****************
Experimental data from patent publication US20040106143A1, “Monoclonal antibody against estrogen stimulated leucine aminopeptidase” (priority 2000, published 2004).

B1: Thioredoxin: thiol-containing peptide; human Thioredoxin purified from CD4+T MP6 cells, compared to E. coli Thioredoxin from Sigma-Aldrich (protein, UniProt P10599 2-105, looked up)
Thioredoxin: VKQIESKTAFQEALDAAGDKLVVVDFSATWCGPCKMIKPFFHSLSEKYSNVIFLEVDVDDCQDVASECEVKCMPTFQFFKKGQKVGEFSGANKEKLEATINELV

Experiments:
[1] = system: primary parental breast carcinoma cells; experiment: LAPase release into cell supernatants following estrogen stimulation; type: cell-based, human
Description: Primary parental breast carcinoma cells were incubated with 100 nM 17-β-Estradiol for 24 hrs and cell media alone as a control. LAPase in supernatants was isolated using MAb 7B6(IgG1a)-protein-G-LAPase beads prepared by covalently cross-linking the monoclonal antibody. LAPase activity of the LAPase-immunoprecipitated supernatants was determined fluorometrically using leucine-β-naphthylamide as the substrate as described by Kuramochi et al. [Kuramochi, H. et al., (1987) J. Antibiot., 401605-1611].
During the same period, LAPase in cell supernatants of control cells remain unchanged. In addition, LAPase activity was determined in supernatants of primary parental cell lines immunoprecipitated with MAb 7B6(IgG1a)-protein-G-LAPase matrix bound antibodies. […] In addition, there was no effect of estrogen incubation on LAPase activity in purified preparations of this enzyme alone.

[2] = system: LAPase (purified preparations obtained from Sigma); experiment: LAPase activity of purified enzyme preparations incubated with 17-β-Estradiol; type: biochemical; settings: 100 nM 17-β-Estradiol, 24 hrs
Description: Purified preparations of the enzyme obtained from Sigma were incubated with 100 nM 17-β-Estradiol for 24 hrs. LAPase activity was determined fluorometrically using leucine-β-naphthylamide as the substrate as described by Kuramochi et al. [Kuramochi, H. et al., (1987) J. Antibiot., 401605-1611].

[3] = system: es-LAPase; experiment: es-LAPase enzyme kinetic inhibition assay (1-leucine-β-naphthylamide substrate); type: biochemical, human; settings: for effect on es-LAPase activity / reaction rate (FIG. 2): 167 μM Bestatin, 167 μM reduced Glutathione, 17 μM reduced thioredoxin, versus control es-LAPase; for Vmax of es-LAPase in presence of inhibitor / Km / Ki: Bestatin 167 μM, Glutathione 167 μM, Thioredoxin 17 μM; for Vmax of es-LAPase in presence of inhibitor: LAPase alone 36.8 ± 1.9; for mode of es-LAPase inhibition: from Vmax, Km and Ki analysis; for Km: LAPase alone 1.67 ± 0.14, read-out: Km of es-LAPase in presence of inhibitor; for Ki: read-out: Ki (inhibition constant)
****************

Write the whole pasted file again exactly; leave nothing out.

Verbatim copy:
Experimental data from patent publication US20040106143A1, “Monoclonal antibody against estrogen stimulated leucine aminopeptidase” (priority 2000, published 2004).

B1: Thioredoxin: thiol-containing peptide; human Thioredoxin purified from CD4+T MP6 cells, compared to E. coli Thioredoxin from Sigma-Aldrich (protein, UniProt P10599 2-105, looked up)
Thioredoxin: VKQIESKTAFQEALDAAGDKLVVVDFSATWCGPCKMIKPFFHSLSEKYSNVIFLEVDVDDCQDVASECEVKCMPTFQFFKKGQKVGEFSGANKEKLEATINELV

Experiments:
[1] = system: primary parental breast carcinoma cells; experiment: LAPase release into cell supernatants following estrogen stimulation; type: cell-based, human
Description: Primary parental breast carcinoma cells were incubated with 100 nM 17-β-Estradiol for 24 hrs and cell media alone as a control. LAPase in supernatants was isolated using MAb 7B6(IgG1a)-protein-G-LAPase beads prepared by covalently cross-linking the monoclonal antibody. LAPase activity of the LAPase-immunoprecipitated supernatants was determined fluorometrically using leucine-β-naphthylamide as the substrate as described by Kuramochi et al. [Kuramochi, H. et al., (1987) J. Antibiot., 401605-1611].
During the same period, LAPase in cell supernatants of control cells remain unchanged. In addition, LAPase activity was determined in supernatants of primary parental cell lines immunoprecipitated with MAb 7B6(IgG1a)-protein-G-LAPase matrix bound antibodies. […] In addition, there was no effect of estrogen incubation on LAPase activity in purified preparations of this enzyme alone.

[2] = system: LAPase (purified preparations obtained from Sigma); experiment: LAPase activity of purified enzyme preparations incubated with 17-β-Estradiol; type: biochemical; settings: 100 nM 17-β-Estradiol, 24 hrs
Description: Purified preparations of the enzyme obtained from Sigma were incubated with 100 nM 17-β-Estradiol for 24 hrs. LAPase activity was determined fluorometrically using leucine-β-naphthylamide as the substrate as described by Kuramochi et al. [Kuramochi, H. et al., (1987) J. Antibiot., 401605-1611].

[3] = system: es-LAPase; experiment: es-LAPase enzyme kinetic inhibition assay (1-leucine-β-naphthylamide substrate); type: biochemical, human; settings: for effect on es-LAPase activity / reaction rate (FIG. 2): 167 μM Bestatin, 167 μM reduced Glutathione, 17 μM reduced thioredoxin, versus control es-LAPase; for Vmax of es-LAPase in presence of inhibitor / Km / Ki: Bestatin 167 μM, Glutathione 167 μM, Thioredoxin 17 μM; for Vmax of es-LAPase in presence of inhibitor: LAPase alone 36.8 ± 1.9; for mode of es-LAPase inhibition: from Vmax, Km and Ki analysis; for Km: LAPase alone 1.67 ± 0.14, read-out: Km of es-LAPase in presence of inhibitor; for Ki: read-out: Ki (inhibition constant)